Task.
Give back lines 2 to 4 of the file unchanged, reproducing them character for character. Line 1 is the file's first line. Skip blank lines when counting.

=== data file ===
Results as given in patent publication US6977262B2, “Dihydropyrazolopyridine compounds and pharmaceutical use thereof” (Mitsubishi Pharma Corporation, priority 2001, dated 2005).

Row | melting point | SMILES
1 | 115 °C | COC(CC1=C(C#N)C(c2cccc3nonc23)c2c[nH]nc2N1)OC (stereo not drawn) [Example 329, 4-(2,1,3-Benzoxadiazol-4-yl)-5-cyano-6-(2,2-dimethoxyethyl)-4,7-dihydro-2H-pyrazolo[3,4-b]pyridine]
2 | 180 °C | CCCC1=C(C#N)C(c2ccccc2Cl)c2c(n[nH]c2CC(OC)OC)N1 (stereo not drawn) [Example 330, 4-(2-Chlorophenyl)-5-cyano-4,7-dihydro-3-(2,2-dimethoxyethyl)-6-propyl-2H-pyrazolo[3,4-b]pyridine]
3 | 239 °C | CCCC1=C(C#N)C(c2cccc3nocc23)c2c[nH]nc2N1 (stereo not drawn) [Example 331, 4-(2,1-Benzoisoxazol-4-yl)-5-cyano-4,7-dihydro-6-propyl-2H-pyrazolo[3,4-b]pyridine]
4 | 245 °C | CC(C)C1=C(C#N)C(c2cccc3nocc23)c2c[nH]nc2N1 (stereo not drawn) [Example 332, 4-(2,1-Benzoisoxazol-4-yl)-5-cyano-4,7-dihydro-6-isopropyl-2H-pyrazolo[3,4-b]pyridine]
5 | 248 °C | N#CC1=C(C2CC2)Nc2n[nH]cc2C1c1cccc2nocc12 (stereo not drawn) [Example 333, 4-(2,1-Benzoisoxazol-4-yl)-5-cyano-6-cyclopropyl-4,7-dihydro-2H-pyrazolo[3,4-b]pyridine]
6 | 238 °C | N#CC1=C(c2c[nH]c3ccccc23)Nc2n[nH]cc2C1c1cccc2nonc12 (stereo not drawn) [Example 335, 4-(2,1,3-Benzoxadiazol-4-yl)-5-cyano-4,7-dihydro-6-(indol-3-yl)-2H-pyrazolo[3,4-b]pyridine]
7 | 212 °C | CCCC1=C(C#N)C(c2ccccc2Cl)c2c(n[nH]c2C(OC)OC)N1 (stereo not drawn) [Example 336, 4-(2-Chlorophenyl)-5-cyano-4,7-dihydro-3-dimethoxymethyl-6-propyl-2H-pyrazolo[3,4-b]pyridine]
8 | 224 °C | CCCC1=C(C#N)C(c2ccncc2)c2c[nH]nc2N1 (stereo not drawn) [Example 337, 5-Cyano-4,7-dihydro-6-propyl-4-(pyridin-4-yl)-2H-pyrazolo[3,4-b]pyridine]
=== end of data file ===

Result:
Row | melting point | SMILES
1 | 115 °C | COC(CC1=C(C#N)C(c2cccc3nonc23)c2c[nH]nc2N1)OC (stereo not drawn) [Example 329, 4-(2,1,3-Benzoxadiazol-4-yl)-5-cyano-6-(2,2-dimethoxyethyl)-4,7-dihydro-2H-pyrazolo[3,4-b]pyridine]
2 | 180 °C | CCCC1=C(C#N)C(c2ccccc2Cl)c2c(n[nH]c2CC(OC)OC)N1 (stereo not drawn) [Example 330, 4-(2-Chlorophenyl)-5-cyano-4,7-dihydro-3-(2,2-dimethoxyethyl)-6-propyl-2H-pyrazolo[3,4-b]pyridine]